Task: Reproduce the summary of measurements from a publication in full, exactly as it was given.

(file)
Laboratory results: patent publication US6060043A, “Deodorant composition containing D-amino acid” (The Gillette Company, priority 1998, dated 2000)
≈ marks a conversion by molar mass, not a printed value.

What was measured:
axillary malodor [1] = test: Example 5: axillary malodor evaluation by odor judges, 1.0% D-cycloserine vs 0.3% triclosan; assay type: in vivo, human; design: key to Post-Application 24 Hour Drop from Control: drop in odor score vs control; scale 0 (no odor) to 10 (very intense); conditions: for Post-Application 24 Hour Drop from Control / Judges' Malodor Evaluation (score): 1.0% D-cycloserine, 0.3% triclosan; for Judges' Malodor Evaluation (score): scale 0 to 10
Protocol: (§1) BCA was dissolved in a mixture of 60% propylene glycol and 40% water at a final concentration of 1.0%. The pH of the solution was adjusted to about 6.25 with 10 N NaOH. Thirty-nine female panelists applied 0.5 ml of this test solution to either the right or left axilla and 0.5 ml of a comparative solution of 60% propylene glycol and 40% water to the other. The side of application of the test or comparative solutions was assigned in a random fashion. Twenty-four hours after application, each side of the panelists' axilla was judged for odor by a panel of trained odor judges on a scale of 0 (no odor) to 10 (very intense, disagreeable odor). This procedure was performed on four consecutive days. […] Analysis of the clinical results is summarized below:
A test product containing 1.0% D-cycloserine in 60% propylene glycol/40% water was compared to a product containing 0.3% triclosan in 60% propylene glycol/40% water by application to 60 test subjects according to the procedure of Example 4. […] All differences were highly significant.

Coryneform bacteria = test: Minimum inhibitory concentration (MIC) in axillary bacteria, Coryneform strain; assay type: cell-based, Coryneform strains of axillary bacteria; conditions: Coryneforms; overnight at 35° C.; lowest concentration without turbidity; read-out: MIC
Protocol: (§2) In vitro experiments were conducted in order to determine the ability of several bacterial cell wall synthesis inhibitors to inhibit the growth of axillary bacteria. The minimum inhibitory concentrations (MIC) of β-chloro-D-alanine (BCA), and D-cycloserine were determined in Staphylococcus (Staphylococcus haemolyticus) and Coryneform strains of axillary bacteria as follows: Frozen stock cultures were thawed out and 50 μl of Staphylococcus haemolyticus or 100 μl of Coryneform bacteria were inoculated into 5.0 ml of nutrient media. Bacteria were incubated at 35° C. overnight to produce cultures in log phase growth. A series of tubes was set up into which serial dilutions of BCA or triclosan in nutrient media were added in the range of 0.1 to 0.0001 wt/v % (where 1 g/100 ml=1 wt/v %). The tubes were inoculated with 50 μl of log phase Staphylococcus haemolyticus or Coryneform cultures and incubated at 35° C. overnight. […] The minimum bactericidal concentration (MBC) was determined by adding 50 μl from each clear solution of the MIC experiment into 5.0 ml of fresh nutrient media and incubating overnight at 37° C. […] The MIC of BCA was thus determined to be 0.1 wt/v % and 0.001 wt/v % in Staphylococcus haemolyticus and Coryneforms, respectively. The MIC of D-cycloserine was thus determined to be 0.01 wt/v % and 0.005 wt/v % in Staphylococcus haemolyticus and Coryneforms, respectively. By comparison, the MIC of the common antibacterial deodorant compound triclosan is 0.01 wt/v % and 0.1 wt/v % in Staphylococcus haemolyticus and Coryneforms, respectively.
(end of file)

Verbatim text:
Laboratory results: patent publication US6060043A, “Deodorant composition containing D-amino acid” (The Gillette Company, priority 1998, dated 2000)
≈ marks a conversion by molar mass, not a printed value.

What was measured:
axillary malodor [1] = test: Example 5: axillary malodor evaluation by odor judges, 1.0% D-cycloserine vs 0.3% triclosan; assay type: in vivo, human; design: key to Post-Application 24 Hour Drop from Control: drop in odor score vs control; scale 0 (no odor) to 10 (very intense); conditions: for Post-Application 24 Hour Drop from Control / Judges' Malodor Evaluation (score): 1.0% D-cycloserine, 0.3% triclosan; for Judges' Malodor Evaluation (score): scale 0 to 10
Protocol: (§1) BCA was dissolved in a mixture of 60% propylene glycol and 40% water at a final concentration of 1.0%. The pH of the solution was adjusted to about 6.25 with 10 N NaOH. Thirty-nine female panelists applied 0.5 ml of this test solution to either the right or left axilla and 0.5 ml of a comparative solution of 60% propylene glycol and 40% water to the other. The side of application of the test or comparative solutions was assigned in a random fashion. Twenty-four hours after application, each side of the panelists' axilla was judged for odor by a panel of trained odor judges on a scale of 0 (no odor) to 10 (very intense, disagreeable odor). This procedure was performed on four consecutive days. […] Analysis of the clinical results is summarized below:
A test product containing 1.0% D-cycloserine in 60% propylene glycol/40% water was compared to a product containing 0.3% triclosan in 60% propylene glycol/40% water by application to 60 test subjects according to the procedure of Example 4. […] All differences were highly significant.

Coryneform bacteria = test: Minimum inhibitory concentration (MIC) in axillary bacteria, Coryneform strain; assay type: cell-based, Coryneform strains of axillary bacteria; conditions: Coryneforms; overnight at 35° C.; lowest concentration without turbidity; read-out: MIC
Protocol: (§2) In vitro experiments were conducted in order to determine the ability of several bacterial cell wall synthesis inhibitors to inhibit the growth of axillary bacteria. The minimum inhibitory concentrations (MIC) of β-chloro-D-alanine (BCA), and D-cycloserine were determined in Staphylococcus (Staphylococcus haemolyticus) and Coryneform strains of axillary bacteria as follows: Frozen stock cultures were thawed out and 50 μl of Staphylococcus haemolyticus or 100 μl of Coryneform bacteria were inoculated into 5.0 ml of nutrient media. Bacteria were incubated at 35° C. overnight to produce cultures in log phase growth. A series of tubes was set up into which serial dilutions of BCA or triclosan in nutrient media were added in the range of 0.1 to 0.0001 wt/v % (where 1 g/100 ml=1 wt/v %). The tubes were inoculated with 50 μl of log phase Staphylococcus haemolyticus or Coryneform cultures and incubated at 35° C. overnight. […] The minimum bactericidal concentration (MBC) was determined by adding 50 μl from each clear solution of the MIC experiment into 5.0 ml of fresh nutrient media and incubating overnight at 37° C. […] The MIC of BCA was thus determined to be 0.1 wt/v % and 0.001 wt/v % in Staphylococcus haemolyticus and Coryneforms, respectively. The MIC of D-cycloserine was thus determined to be 0.01 wt/v % and 0.005 wt/v % in Staphylococcus haemolyticus and Coryneforms, respectively. By comparison, the MIC of the common antibacterial deodorant compound triclosan is 0.01 wt/v % and 0.1 wt/v % in Staphylococcus haemolyticus and Coryneforms, respectively.